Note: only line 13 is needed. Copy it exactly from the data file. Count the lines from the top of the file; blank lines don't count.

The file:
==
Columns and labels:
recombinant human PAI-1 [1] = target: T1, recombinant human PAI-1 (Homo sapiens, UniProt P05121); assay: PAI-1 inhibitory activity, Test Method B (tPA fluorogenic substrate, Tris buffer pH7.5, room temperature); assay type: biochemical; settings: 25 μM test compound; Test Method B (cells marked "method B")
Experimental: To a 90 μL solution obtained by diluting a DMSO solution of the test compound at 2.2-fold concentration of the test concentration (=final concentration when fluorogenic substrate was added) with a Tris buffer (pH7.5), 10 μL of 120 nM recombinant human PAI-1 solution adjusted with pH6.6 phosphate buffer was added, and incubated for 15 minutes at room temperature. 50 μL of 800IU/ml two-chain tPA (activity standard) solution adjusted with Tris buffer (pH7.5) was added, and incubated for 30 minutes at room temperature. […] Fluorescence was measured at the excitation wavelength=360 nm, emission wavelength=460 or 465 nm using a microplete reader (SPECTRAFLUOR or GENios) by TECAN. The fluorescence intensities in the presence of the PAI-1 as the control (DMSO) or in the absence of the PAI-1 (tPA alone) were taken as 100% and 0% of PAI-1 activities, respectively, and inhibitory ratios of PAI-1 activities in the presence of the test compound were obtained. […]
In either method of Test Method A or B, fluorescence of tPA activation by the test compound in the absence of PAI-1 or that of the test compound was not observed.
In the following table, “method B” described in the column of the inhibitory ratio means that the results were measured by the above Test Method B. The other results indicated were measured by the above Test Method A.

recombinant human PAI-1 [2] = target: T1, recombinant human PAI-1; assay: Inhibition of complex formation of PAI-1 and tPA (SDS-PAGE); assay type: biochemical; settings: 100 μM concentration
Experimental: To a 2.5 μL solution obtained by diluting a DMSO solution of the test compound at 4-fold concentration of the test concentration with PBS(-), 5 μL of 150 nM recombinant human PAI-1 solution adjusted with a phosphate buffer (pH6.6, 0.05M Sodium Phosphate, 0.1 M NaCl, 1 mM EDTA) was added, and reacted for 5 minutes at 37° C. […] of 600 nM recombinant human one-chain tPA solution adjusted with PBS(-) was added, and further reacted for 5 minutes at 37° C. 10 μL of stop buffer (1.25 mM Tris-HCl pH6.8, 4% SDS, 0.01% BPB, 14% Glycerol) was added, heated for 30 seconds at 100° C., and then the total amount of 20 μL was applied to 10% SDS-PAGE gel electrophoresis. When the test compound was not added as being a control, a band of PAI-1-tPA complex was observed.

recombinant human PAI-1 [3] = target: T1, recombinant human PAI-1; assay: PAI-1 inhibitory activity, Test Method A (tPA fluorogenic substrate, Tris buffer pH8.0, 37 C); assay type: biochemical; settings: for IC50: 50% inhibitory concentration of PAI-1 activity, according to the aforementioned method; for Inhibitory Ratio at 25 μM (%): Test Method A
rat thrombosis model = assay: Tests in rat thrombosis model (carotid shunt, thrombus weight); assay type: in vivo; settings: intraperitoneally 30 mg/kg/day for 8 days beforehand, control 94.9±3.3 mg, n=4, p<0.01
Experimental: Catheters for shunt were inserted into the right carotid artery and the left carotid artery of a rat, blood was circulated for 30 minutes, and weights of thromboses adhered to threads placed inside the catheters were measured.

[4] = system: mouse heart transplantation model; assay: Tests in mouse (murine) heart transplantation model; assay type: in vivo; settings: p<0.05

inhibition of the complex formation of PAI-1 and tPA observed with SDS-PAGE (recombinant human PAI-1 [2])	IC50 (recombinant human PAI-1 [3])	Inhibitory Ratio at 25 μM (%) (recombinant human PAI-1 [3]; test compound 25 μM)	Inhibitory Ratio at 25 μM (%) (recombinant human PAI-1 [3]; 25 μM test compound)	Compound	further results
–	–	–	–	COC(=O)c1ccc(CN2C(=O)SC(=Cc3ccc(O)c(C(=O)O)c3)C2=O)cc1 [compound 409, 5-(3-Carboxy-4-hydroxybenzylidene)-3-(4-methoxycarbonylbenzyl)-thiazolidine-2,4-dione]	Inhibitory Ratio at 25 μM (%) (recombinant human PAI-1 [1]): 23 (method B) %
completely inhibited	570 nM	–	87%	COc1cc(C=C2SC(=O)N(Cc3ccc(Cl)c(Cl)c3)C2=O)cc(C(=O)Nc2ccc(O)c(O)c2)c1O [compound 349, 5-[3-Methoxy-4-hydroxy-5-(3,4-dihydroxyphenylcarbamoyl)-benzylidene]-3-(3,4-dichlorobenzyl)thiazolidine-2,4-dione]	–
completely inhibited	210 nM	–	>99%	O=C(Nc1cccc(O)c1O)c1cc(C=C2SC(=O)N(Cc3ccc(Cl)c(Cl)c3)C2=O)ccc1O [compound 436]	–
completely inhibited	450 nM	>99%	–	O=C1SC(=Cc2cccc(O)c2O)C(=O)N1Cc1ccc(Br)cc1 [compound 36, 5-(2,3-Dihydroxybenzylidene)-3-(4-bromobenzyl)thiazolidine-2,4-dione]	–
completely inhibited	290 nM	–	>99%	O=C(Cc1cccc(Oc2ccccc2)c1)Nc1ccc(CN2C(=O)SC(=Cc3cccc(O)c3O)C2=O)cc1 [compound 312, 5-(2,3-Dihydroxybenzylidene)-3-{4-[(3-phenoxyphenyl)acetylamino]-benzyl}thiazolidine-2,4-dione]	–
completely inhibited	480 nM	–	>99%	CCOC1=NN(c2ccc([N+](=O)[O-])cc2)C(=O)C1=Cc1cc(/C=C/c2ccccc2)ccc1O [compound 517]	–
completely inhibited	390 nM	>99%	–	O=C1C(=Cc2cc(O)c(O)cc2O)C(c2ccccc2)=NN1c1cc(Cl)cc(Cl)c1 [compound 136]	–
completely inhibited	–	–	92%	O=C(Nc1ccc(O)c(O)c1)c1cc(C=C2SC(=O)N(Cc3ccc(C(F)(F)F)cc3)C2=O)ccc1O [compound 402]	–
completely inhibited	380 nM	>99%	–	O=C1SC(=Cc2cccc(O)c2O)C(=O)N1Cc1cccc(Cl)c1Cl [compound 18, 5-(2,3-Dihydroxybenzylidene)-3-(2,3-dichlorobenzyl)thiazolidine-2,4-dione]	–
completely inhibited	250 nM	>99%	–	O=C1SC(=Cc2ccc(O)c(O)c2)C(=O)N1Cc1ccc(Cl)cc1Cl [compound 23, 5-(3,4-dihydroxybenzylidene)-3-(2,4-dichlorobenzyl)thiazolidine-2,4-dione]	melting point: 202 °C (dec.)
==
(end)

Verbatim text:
–	–	–	–	COC(=O)c1ccc(CN2C(=O)SC(=Cc3ccc(O)c(C(=O)O)c3)C2=O)cc1 [compound 409, 5-(3-Carboxy-4-hydroxybenzylidene)-3-(4-methoxycarbonylbenzyl)-thiazolidine-2,4-dione]	Inhibitory Ratio at 25 μM (%) (recombinant human PAI-1 [1]): 23 (method B) %